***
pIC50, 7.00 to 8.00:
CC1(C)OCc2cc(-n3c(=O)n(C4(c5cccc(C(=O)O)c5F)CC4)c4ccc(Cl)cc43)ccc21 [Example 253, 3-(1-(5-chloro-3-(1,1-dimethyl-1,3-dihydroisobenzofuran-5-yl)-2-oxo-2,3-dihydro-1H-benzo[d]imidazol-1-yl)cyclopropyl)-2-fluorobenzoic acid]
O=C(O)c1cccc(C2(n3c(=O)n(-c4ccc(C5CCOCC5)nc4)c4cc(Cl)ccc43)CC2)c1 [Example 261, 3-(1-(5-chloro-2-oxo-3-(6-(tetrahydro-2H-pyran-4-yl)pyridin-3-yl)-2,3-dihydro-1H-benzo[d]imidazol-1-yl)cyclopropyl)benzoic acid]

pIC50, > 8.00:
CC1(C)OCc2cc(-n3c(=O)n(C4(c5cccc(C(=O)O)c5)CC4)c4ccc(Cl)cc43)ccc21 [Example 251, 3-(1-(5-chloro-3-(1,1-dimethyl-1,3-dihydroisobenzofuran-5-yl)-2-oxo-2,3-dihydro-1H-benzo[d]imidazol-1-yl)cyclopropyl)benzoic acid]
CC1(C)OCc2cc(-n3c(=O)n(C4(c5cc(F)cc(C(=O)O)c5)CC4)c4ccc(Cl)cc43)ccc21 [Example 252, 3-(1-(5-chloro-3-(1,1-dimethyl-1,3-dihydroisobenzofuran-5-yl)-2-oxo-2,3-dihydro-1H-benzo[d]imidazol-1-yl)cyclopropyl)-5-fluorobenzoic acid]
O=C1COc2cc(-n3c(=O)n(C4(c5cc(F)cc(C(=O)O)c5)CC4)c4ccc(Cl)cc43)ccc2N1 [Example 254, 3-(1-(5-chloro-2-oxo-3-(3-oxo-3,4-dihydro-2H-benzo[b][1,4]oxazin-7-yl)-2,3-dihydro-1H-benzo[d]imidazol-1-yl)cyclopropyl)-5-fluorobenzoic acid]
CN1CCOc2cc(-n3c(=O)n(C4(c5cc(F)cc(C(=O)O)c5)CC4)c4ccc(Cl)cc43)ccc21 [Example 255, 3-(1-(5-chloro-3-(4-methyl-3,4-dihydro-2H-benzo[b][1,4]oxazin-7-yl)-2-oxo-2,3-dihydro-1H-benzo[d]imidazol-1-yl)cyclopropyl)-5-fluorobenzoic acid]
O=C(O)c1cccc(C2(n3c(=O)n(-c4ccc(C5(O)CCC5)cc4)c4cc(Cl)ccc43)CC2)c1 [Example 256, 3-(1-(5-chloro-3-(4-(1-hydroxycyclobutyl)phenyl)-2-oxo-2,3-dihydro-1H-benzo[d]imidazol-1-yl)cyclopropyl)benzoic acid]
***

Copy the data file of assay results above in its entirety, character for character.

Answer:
pIC50, 7.00 to 8.00:
CC1(C)OCc2cc(-n3c(=O)n(C4(c5cccc(C(=O)O)c5F)CC4)c4ccc(Cl)cc43)ccc21 [Example 253, 3-(1-(5-chloro-3-(1,1-dimethyl-1,3-dihydroisobenzofuran-5-yl)-2-oxo-2,3-dihydro-1H-benzo[d]imidazol-1-yl)cyclopropyl)-2-fluorobenzoic acid]
O=C(O)c1cccc(C2(n3c(=O)n(-c4ccc(C5CCOCC5)nc4)c4cc(Cl)ccc43)CC2)c1 [Example 261, 3-(1-(5-chloro-2-oxo-3-(6-(tetrahydro-2H-pyran-4-yl)pyridin-3-yl)-2,3-dihydro-1H-benzo[d]imidazol-1-yl)cyclopropyl)benzoic acid]

pIC50, > 8.00:
CC1(C)OCc2cc(-n3c(=O)n(C4(c5cccc(C(=O)O)c5)CC4)c4ccc(Cl)cc43)ccc21 [Example 251, 3-(1-(5-chloro-3-(1,1-dimethyl-1,3-dihydroisobenzofuran-5-yl)-2-oxo-2,3-dihydro-1H-benzo[d]imidazol-1-yl)cyclopropyl)benzoic acid]
CC1(C)OCc2cc(-n3c(=O)n(C4(c5cc(F)cc(C(=O)O)c5)CC4)c4ccc(Cl)cc43)ccc21 [Example 252, 3-(1-(5-chloro-3-(1,1-dimethyl-1,3-dihydroisobenzofuran-5-yl)-2-oxo-2,3-dihydro-1H-benzo[d]imidazol-1-yl)cyclopropyl)-5-fluorobenzoic acid]
O=C1COc2cc(-n3c(=O)n(C4(c5cc(F)cc(C(=O)O)c5)CC4)c4ccc(Cl)cc43)ccc2N1 [Example 254, 3-(1-(5-chloro-2-oxo-3-(3-oxo-3,4-dihydro-2H-benzo[b][1,4]oxazin-7-yl)-2,3-dihydro-1H-benzo[d]imidazol-1-yl)cyclopropyl)-5-fluorobenzoic acid]
CN1CCOc2cc(-n3c(=O)n(C4(c5cc(F)cc(C(=O)O)c5)CC4)c4ccc(Cl)cc43)ccc21 [Example 255, 3-(1-(5-chloro-3-(4-methyl-3,4-dihydro-2H-benzo[b][1,4]oxazin-7-yl)-2-oxo-2,3-dihydro-1H-benzo[d]imidazol-1-yl)cyclopropyl)-5-fluorobenzoic acid]
O=C(O)c1cccc(C2(n3c(=O)n(-c4ccc(C5(O)CCC5)cc4)c4cc(Cl)ccc43)CC2)c1 [Example 256, 3-(1-(5-chloro-3-(4-(1-hydroxycyclobutyl)phenyl)-2-oxo-2,3-dihydro-1H-benzo[d]imidazol-1-yl)cyclopropyl)benzoic acid]